A Spotify sendoff for the now-deceased iPod line

Gabrielle Union deserves better from Terry Crews
The Black community's disregard for Black women, our experiences, and our advocacy has a long-established and very complex history.

See all Editor's Picks

In the wake of Apple’s new product circus on Tuesday, it was revealed that the company had discontinued its iconic iPod Classic. No formal announcement was made: it was quietly removed from the Apple Store, but not from our hearts.

The revolutionary mp3 player burst on the scene in October 2001, and the world of on-the-go music was forever changed. The little white rectangle became the ultimate cool-kid accessory, and we were all tantalized by the click-click-click sound it made as you flicked through your songs with the circular scroll wheel.

The device went through many generations of updates, but the iPhone has finally rendered the gadget obsolete. Let us observe a moment of silence for this fallen tech angel.


Okay, now that that’s done, it’s time to celebrate the beautiful life of the iPod with a New Orleans-style funeral. We’ve compiled a playlist of songs that were surely on your first generation iPod as a 2001/2002 youth. Britney! The Strokes! Smash Mouth! An incredible time to have been alive.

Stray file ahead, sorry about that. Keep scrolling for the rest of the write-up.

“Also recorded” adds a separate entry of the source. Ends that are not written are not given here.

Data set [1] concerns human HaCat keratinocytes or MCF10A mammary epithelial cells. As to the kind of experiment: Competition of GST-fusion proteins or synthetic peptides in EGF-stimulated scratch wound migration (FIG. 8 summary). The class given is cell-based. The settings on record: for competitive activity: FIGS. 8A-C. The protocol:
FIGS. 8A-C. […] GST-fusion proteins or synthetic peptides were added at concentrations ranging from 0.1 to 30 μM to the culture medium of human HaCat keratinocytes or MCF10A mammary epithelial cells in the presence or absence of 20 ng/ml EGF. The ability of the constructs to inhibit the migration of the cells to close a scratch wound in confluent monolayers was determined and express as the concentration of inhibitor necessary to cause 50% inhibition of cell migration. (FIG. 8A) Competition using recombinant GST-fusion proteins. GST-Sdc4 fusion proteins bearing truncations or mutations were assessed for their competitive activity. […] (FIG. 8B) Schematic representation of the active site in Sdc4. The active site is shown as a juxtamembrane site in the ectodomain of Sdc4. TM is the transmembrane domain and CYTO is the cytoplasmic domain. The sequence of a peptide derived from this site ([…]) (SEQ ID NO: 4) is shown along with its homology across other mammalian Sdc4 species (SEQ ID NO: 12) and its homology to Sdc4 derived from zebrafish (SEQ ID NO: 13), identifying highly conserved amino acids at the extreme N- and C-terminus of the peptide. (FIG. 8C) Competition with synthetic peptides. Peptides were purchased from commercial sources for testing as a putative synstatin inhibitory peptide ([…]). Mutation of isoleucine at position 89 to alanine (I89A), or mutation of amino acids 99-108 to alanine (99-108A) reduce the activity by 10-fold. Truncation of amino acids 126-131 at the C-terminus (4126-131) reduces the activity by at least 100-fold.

Sit back, relax, sip a Surge, and enjoy. (Then, because this is a collaborative playlist, we hope you’ll add your own selections. Don’t be shy!)

Photo by raneko/Flickr (CC BY 2.0)

Marisa Kabas

Marisa Kabas

Marisa Kabas is a lifestyle reporter and activist. Her work has been published by Fusion, Fast Company, and Today. She’s also served as an editorial campaigns director for Purpose PBC, a social movement incubator.

Miles Klee

Miles Klee

Miles Klee is a novelist and web culture reporter. The former editor of the Daily Dot’s Unclick section, Klee’s essays, satire, and fiction have appeared in Lapham’s Quarterly, Vanity Fair, 3:AM, Salon, the Awl, the New York Observer, the Millions,  and the Village Voice. He's the author of two odd books of fiction, 'Ivyland' and 'True False.'